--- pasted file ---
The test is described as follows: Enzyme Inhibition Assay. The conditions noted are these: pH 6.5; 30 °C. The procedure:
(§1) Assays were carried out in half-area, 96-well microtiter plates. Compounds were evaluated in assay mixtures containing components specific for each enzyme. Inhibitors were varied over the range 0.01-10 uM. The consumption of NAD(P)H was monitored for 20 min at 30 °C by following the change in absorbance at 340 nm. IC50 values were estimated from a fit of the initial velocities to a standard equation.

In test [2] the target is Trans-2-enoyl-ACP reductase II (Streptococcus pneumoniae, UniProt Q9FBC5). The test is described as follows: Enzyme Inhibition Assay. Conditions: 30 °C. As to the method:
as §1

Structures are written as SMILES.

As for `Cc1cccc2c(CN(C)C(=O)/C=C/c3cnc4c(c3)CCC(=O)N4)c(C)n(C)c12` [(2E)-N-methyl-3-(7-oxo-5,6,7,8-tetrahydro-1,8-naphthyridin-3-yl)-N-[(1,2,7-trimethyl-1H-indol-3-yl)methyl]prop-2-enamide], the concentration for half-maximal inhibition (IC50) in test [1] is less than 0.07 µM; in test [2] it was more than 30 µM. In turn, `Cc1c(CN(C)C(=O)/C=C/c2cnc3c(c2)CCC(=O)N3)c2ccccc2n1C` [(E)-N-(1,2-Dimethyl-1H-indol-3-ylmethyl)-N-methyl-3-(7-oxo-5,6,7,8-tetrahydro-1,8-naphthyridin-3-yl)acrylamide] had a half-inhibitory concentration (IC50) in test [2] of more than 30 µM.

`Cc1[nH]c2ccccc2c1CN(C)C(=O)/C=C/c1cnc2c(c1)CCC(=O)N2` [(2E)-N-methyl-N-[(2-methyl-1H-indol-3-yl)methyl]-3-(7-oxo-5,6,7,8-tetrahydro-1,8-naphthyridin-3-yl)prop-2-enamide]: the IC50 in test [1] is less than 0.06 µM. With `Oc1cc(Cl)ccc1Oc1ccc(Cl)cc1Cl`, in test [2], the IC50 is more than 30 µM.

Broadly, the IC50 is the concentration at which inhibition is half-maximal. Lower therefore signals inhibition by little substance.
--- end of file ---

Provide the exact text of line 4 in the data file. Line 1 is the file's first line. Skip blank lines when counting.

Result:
as §1